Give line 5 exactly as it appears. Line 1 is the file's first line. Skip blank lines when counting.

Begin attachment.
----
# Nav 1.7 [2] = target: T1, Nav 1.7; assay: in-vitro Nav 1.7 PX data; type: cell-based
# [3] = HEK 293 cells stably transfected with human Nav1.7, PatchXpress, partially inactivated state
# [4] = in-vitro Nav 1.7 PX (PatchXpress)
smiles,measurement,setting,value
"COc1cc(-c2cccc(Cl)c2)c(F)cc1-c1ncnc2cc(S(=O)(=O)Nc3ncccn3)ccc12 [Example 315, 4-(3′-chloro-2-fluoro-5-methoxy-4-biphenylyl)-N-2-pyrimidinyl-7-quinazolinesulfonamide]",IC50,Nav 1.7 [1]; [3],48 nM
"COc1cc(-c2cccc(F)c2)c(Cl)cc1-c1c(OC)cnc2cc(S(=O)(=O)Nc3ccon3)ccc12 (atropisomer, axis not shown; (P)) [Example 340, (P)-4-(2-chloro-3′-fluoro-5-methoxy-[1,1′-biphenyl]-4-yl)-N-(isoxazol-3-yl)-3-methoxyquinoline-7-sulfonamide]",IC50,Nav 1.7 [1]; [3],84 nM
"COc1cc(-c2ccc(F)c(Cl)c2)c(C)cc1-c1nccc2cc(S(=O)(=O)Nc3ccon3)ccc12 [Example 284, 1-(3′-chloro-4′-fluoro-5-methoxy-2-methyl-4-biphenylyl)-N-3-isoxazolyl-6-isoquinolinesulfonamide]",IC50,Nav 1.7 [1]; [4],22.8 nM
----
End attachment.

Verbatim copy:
"COc1cc(-c2cccc(Cl)c2)c(F)cc1-c1ncnc2cc(S(=O)(=O)Nc3ncccn3)ccc12 [Example 315, 4-(3′-chloro-2-fluoro-5-methoxy-4-biphenylyl)-N-2-pyrimidinyl-7-quinazolinesulfonamide]",IC50,Nav 1.7 [1]; [3],48 nM